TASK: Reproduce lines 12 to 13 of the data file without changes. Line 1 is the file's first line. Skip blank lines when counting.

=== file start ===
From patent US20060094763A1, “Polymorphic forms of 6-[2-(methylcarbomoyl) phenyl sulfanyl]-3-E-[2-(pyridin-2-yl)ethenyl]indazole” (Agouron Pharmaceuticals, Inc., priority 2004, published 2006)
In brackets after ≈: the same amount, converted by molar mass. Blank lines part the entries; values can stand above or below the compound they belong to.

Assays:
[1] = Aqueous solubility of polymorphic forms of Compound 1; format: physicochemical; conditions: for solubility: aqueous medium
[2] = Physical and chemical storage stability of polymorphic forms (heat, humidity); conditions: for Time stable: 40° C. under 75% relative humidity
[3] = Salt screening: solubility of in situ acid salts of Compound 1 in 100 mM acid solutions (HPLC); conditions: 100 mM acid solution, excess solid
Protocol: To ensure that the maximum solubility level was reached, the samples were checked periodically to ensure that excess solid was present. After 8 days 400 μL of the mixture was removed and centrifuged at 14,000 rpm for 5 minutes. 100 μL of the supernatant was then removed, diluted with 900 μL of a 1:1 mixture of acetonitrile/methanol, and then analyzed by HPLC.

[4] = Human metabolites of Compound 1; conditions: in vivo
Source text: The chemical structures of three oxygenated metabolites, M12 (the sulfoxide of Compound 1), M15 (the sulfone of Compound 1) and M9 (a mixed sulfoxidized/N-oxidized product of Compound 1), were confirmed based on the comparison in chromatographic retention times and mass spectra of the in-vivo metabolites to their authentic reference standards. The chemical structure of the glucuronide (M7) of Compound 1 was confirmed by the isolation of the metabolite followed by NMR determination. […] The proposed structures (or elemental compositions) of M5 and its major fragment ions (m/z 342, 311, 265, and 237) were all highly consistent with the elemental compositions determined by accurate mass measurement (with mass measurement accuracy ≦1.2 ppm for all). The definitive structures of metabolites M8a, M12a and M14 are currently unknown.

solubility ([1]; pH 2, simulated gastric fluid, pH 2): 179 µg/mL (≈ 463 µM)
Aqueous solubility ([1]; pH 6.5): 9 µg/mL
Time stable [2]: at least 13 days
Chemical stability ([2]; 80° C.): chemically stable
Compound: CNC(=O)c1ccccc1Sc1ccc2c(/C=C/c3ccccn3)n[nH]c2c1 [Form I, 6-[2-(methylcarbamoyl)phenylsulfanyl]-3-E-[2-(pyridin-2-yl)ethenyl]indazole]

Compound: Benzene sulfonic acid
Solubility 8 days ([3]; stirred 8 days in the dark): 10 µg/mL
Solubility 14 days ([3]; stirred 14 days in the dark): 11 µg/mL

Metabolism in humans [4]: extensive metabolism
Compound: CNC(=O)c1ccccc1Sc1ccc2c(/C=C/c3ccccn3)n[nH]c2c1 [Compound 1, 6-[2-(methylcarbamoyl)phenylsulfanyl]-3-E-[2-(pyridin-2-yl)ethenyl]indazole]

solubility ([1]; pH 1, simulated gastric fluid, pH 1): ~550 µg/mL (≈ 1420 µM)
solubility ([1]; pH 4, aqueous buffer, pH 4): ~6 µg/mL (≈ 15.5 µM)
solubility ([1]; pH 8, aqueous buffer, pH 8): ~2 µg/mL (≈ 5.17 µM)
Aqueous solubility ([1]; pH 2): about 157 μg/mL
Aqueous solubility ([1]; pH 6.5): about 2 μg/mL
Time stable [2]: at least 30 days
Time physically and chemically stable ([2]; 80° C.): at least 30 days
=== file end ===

Time stable [2]: at least 13 days
Chemical stability ([2]; 80° C.): chemically stable